This lesson introduces students to some of the myth-building techniques of television by comparing super heroes and super villains from television to heroes and villains in the real world and by conveying how violence and action are used to give power to characters.
This lesson introduces students to the theory behind television ratings and encourages them to explore the commercial pressures driving the medium.
To introduce students to the organizations, codes and guidelines that govern the broadcasting industry in Canada and to familiarize them with the regulatory process that exists to deal with complaints and issues within the industry.
To introduce students to the rating systems for films, videos and television and to the issues that surround these classifications.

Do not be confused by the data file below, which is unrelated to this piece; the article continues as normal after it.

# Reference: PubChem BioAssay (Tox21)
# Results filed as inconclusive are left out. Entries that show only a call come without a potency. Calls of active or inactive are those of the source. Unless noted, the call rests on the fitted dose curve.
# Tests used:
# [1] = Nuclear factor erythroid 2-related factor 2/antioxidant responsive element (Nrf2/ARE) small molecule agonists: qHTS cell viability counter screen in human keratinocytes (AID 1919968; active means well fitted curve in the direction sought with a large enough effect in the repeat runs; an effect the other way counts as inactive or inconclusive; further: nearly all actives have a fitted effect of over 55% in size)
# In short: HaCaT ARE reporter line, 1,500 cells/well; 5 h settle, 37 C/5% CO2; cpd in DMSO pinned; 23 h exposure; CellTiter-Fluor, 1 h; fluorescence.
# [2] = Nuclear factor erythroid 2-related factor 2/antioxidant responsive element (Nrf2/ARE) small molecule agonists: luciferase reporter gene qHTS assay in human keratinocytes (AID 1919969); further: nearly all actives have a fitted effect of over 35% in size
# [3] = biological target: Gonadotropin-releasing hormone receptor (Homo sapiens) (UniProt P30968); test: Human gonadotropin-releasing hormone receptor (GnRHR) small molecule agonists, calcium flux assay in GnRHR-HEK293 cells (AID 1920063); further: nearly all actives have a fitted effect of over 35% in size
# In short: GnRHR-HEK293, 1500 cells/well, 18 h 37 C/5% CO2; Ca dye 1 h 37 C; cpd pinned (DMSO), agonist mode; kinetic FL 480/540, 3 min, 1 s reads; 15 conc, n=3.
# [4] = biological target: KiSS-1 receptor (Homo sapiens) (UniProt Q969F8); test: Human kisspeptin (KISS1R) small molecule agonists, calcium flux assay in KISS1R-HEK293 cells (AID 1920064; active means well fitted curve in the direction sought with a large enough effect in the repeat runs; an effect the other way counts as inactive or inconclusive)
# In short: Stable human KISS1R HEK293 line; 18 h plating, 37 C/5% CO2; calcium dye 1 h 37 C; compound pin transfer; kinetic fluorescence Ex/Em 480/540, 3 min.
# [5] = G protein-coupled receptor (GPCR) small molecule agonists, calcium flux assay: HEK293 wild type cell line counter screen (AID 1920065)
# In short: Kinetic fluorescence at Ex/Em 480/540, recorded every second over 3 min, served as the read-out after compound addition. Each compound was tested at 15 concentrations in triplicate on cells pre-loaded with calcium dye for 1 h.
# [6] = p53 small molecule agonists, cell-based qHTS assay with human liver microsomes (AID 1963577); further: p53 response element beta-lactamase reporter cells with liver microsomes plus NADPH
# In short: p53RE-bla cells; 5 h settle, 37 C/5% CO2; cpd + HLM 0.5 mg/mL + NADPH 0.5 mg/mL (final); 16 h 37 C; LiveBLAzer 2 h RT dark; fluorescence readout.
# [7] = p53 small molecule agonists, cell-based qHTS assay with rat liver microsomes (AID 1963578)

In this lesson, students explore the nature of stereotypes by looking at the negative image of the TV dad as presented in situation comedies (sitcoms) and advertisements.
In this lesson, students explore how advertising leverage can lead to censorship of information about public health issues.
In this four-day unit, students will examine the role of popular culture celebrities in creating awareness of world issues.
This lesson helps children become aware of the types of violence that appear on television, the frequency with which these acts occur, and how they respond to these acts. It begins with a guided discussion about the different types of violence and then,how violence is portrayed on TV.
In this lesson, students debate the effectiveness of health warning labels on tobacco products.
In this lesson, students learn how the tobacco industry targets the needs, wishes and desires of young people in order to sell cigarettes.